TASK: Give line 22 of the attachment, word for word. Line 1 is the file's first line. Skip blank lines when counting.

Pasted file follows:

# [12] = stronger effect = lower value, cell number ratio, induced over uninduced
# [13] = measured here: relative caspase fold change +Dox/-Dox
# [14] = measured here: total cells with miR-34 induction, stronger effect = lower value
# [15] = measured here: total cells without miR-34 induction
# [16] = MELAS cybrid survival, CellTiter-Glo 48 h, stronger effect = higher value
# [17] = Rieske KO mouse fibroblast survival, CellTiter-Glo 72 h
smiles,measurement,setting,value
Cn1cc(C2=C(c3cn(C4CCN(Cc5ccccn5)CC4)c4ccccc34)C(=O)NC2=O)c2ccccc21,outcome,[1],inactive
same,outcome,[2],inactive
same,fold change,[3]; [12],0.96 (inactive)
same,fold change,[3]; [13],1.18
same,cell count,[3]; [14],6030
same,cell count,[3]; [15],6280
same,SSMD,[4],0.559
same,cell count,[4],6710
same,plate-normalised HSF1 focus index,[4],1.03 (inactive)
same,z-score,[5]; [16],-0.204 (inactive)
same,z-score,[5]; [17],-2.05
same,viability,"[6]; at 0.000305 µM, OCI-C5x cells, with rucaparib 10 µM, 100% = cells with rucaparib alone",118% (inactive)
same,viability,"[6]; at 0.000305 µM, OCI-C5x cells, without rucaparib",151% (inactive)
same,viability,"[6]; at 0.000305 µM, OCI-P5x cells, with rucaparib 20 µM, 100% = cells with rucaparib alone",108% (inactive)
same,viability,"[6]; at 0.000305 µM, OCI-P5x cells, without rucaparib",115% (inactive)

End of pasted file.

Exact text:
same,viability,"[6]; at 0.000305 µM, OCI-P5x cells, without rucaparib",115% (inactive)